Supporting the Arts in Western Massachusetts and Beyond

June 10, 2010

Porgy and Bess

The Bushnell, Hartford, CT
through June 13, 2010
by Barbara Stroup

This year commemorates the 75th anniversary debut in New York of George Gershwin's Porgy and Bess. It took roughly 50 years for the work to be recognized as grand opera; it is now respected for its blend of song, jazz, blues, gospel and folk music styles. Several familiar songs -- "Summertime," "I Got Plenty o' Nuttin'" and "It Ain't Necessarily So" - contrast with the intricate chorus work throughout. The story is propelled through the music. Love, transformation, jealousy and crime bring pathos - and a few comic moments - to the stage.

The production appeals visually; Catfish Row consists of roughly constructed two-story movable 'buildings.' The stage is surrounded by Spanish moss and is backed with a sky of colors that change to reflect the drama below. Strong singing is enhanced by choreography that shows some African roots. With a few exceptions, the color palette is warm and brown. The change to bright, summery whites for the picnic scene is striking and welcome, and the colors of Sportin' Life's ensembles are the only intrusion of another, less gentle culture.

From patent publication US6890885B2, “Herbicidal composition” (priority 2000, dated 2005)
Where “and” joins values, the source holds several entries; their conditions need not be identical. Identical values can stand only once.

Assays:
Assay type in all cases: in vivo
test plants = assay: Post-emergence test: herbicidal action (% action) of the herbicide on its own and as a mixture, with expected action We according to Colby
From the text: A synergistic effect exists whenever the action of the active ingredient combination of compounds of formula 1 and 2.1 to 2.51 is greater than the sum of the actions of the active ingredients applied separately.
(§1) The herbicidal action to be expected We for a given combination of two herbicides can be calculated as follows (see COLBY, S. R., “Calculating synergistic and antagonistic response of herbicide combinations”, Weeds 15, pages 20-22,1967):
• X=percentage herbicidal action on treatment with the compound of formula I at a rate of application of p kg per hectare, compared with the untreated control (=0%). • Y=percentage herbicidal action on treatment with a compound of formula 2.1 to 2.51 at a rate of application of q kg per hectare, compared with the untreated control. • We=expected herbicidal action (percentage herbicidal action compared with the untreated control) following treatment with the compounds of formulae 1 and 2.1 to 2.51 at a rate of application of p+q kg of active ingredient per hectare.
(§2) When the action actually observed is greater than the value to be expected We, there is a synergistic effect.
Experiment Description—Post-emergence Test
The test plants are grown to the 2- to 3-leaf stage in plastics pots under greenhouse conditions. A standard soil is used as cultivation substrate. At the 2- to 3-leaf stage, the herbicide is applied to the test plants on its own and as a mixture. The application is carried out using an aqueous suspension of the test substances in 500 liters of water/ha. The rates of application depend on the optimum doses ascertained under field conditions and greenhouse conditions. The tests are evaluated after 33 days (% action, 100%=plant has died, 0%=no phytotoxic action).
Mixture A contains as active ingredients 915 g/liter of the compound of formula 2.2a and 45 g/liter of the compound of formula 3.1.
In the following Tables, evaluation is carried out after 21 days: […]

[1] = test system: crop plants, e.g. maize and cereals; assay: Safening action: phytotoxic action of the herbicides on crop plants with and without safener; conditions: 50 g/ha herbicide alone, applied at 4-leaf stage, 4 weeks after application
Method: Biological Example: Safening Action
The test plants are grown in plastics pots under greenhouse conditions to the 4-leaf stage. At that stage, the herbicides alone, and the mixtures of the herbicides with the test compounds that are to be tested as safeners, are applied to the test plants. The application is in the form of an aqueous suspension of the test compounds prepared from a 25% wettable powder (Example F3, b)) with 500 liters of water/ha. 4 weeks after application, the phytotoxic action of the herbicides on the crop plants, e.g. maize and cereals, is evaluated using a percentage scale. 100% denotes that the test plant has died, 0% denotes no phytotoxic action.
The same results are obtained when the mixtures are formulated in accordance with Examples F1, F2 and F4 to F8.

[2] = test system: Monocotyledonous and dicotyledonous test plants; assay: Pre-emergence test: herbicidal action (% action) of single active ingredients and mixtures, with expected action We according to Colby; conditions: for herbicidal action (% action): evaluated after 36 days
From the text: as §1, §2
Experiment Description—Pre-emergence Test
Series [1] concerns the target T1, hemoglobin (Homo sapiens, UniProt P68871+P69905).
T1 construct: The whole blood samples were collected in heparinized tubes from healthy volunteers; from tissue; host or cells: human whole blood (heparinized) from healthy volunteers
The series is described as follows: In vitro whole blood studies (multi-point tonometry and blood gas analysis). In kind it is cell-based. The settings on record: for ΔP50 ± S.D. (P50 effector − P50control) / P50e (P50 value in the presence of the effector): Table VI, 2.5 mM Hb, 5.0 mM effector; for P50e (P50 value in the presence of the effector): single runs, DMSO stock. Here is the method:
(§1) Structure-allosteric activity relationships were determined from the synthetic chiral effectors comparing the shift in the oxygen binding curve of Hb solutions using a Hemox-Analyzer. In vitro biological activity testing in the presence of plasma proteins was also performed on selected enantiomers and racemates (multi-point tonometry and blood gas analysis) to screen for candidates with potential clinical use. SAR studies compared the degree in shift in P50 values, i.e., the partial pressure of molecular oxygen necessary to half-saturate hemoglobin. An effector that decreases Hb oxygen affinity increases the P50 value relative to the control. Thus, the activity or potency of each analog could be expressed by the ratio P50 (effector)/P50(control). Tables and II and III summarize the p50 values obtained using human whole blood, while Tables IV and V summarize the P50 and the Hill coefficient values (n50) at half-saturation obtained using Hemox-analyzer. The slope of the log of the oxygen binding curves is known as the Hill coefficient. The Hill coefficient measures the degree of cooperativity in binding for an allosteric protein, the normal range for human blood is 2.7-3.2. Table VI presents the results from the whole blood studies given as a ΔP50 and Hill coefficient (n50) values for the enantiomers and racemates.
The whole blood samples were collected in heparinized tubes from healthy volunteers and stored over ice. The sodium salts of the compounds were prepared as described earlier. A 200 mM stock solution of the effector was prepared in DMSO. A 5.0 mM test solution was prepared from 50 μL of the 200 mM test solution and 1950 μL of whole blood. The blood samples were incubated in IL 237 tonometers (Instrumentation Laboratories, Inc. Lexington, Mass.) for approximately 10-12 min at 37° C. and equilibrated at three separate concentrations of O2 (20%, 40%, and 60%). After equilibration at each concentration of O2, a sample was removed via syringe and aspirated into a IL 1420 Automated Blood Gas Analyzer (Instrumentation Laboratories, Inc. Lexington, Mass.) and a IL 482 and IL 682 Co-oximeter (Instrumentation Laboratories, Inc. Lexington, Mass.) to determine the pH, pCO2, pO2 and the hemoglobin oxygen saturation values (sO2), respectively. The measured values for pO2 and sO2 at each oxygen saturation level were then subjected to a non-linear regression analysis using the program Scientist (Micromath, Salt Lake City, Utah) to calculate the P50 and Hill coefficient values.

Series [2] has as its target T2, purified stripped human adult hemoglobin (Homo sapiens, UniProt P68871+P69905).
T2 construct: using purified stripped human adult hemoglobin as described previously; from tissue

Mortensen Hall has served as a traditional, non-amplified opera venue for years, so one has to wonder at the sound design decisions made for this production. Computers sat on both sides of the stage, broadcasting the conductor's movements to all. Large stage microphones and giant speakers amplified and distorted the singers' vocal efforts. If they had been working consistently, the super titles would have helped the audience understand the words. The sound system seemed to make the singers, especially the male voices, sound the same. Output was uniformly loud, and that erased any chance the singers had of expressing an interpretive and nuanced dynamic range. There were a few moments when the system seemed to fail, and wonderful voices came through to the audience without boosting.

Donita Volkwijn (Bess) and Reggie Whitehead (Sportin' Life) gave outstanding performances. The interaction between Whitehead and Gwendolyn Brown (Maria) was a comedic high point. Whitehead seemed to own the character and every movement of his hands, legs, and eyes gave the audience a sense of cheerful sleaze - he pulled one into his world with ease.